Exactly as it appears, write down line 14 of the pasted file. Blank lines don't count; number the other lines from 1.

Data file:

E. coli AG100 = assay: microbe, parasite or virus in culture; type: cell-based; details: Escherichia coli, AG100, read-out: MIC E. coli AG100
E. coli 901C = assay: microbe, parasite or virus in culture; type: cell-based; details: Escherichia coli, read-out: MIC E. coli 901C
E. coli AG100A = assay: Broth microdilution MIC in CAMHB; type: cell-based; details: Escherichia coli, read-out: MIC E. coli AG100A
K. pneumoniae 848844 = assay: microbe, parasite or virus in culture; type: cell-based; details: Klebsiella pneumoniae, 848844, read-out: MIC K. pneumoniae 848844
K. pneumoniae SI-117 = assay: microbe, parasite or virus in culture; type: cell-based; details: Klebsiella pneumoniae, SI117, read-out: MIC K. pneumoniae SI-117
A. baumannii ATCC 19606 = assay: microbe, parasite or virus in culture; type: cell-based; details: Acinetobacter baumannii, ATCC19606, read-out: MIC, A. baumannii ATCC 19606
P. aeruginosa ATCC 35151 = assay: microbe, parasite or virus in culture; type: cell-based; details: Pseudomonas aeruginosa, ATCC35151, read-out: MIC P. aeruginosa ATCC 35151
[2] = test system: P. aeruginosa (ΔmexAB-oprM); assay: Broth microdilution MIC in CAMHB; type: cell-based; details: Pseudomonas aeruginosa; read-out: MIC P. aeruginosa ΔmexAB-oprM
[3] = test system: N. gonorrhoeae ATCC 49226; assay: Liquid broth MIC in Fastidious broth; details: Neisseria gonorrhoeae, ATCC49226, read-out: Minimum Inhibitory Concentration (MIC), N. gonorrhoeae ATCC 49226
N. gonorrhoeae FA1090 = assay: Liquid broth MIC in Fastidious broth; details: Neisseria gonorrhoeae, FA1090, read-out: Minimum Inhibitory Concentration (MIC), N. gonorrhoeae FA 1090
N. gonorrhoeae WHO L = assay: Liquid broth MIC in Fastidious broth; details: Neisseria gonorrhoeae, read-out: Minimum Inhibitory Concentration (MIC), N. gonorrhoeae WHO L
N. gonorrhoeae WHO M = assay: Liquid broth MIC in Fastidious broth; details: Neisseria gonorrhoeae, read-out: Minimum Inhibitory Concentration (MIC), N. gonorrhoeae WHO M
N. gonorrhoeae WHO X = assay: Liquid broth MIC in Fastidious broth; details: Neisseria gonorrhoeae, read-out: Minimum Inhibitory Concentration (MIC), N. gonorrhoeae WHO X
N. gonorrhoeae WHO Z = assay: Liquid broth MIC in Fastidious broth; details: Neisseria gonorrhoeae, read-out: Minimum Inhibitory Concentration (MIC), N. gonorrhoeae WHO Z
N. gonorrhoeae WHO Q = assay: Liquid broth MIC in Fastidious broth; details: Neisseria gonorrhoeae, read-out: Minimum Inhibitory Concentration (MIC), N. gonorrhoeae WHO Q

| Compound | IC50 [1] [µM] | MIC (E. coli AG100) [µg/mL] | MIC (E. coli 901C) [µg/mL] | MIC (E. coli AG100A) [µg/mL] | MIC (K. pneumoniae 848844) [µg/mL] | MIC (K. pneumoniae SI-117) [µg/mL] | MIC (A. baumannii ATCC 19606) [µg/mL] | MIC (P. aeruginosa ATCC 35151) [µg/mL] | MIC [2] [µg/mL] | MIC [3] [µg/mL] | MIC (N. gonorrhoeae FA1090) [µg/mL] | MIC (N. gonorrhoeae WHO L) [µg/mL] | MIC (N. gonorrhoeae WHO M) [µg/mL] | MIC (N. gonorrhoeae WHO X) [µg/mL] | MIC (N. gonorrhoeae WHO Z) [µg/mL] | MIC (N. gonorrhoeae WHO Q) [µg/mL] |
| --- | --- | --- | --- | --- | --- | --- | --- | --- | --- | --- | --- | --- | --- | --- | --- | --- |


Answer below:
N. gonorrhoeae WHO Z = assay: Liquid broth MIC in Fastidious broth; details: Neisseria gonorrhoeae, read-out: Minimum Inhibitory Concentration (MIC), N. gonorrhoeae WHO Z